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  • Webhooks

About webhooks

Webhooks are a way of monitoring events in Kinde, so that you can be notified and take action when something you’re monitoring happens.

⚡ Depending which Kinde plan you’re on, the number of webhooks you can create might be limited. View plans.

How webhooks work

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When you create a webhook, you register your own URL endpoints in Kinde and associate them with a Kinde event (e.g. when a user is created). When an endpoint is triggered, Kinde sends data about the event, so that you can initiate an action in your application or store the data.

A simple example would be setting up a webhook for when a new user is created in Kinde. This event can be set up to trigger an update to your database, enabling your system to automatically send a welcome email.

  1. Webhook endpoints are registered in Kinde.
  2. An event occurs in your account, e.g. user.created.
  3. Your endpoint will be called with a JWT containing the data object about that event, and details about the webhook.
    1. If a 200 response is received, the workflow is complete.
    2. If it fails to receive a response, it will retry using a back-off policy (see Webhooks responses and retry policy below).
  4. In your application you should verify the authenticity of the webhook request, and decode the JWT (see Webhooks security below).
  5. Logic is triggered in your application using the event data.

Webhooks identifiers

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There are a number of unique IDs you will come across with webhooks.

  • Webhook ID: prefixed with webhook_, this refers to the webhooks that you create in Kinde. Webhook IDs are exposed via the Kinde Management API webhook endpoints. You can get a list of webhooks via the endpoint GET /api/v1/webhooks
  • Event ID: prefixed with event_, this is the ID of an event that has occurred in your account, and is included as event_id in webhook request payloads. You can use this ID to retrieve an event from Kinde’s API using GET /api/v1/events/{event_id}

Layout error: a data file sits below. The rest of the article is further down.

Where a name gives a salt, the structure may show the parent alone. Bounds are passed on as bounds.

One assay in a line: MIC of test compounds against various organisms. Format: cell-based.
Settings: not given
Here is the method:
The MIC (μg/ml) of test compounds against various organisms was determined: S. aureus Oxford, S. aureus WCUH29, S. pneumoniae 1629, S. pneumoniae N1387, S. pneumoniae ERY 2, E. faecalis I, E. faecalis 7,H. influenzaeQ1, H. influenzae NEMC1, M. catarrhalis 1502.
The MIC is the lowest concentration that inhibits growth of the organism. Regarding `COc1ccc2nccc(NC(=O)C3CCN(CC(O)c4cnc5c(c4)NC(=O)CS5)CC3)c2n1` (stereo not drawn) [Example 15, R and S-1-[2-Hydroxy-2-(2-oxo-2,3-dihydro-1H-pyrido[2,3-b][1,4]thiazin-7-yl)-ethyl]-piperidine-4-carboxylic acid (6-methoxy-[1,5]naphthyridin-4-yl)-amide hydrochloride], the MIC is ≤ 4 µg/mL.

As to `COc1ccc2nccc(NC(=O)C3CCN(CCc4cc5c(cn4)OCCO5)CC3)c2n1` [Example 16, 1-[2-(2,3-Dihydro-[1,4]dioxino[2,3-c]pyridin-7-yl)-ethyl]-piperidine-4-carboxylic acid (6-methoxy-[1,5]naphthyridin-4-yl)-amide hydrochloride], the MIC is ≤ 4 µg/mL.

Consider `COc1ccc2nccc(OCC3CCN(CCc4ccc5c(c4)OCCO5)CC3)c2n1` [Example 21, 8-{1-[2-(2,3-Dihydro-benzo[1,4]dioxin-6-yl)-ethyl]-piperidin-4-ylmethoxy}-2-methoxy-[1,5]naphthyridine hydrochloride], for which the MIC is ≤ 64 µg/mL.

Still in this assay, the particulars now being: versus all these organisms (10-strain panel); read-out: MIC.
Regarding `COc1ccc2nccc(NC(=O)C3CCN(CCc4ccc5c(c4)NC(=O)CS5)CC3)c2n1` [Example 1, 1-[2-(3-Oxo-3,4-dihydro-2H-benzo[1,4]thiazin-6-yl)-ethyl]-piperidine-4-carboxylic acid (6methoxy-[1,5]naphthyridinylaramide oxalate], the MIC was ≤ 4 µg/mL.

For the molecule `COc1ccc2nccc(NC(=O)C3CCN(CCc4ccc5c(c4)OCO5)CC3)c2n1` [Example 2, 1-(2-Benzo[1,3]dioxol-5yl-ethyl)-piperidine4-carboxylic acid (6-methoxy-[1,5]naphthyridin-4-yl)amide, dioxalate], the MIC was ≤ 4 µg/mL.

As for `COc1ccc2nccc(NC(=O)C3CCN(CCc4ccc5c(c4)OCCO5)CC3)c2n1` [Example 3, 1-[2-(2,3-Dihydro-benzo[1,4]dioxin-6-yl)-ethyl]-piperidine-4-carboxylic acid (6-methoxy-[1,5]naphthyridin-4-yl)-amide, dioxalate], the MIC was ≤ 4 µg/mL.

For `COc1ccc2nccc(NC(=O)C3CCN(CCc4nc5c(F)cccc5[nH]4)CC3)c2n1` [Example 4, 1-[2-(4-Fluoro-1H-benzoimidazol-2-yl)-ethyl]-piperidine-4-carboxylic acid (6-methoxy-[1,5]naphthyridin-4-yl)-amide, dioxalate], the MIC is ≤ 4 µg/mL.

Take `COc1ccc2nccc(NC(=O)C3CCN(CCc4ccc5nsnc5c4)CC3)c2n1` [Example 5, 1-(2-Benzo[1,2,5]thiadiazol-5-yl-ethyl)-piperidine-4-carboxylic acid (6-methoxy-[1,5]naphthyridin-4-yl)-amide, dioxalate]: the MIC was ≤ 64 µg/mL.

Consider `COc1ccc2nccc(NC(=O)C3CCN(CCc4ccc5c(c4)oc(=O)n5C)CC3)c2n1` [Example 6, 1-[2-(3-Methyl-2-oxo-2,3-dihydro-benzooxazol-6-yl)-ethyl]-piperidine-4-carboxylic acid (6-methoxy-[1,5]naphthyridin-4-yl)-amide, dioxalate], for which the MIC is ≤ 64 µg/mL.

• Webhook Request ID: found in the webhook headers as webhook-id, this is unique to a webhook and event, and will not change between attempts. You can use this as the idempotency key (see Webhooks security below).

Webhooks decoder

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Kinde provides a webhooks decoder to help you decode and validate webhook tokens, for an easier implementation.

Webhooks security

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Idempotency key

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Each webhook has a webhook-id header that can be used to avoid reprocessing the same webhook request. This is referred to as the ‘idempotency key’ meaning that multiple requests will result in the same outcome.

Prevent Replay Attacks

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A replay attack occurs when a payload is intercepted, potentially modified and re-transmitted. Kinde webhooks contain a ‘timestamp’ attribute in the payload, and the payload is a signed JSON Web Token (JWT). This allows you to verify that the request came from Kinde, and check the timestamp to prevent replay attacks.

Verify an event

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You can request events by their event_id using the Kinde management api via /api/v1/events/{event_id}. The event_id is provided in all webhook requests.

Webhooks best practices

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Ensure webhooks are secure and optimized.

  • Handle duplicate request attempts by checking that the webhook-id header has not already been received and processed, making your processing idempotent
  • Verify the JWT to ensure that the request came from Kinde using your public JWKS file
  • Only add the events to your endpoint that your implementation requires, listening for all events creates unnecessary load on your server
  • Endpoints must use HTTPS
  • Return a 200 from your endpoint to indicate it has received the request

Webhooks responses and retry policy

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If we fail to receive a 200 response from your endpoint, Kinde operates a back-off retry policy, this roughly equates to the following attempts:

  • Immediately
  • After 5 seconds
  • After 30 seconds
  • After 2 minutes
  • After 10 minutes
  • After 1 hour
  • After 4 hours
  • Every 12 hours until 36 hours

Webhooks terminology

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You’ll come across these terms when you start using webhooks.

Endpoint - the URL called when an event occurs.

Event type - something that happens in Kinde, e.g. a user is created.

Event - an instance of an event type that happens in Kinde, e.g. Jane Doe just signed up.

Request - the request object sent to your endpoint that contains a JSON Web Token (JWT) with the event data and details about the event.

Attempt - an instance of a request making an http request, multiple request attempts may be made if we do not receive a 200 response.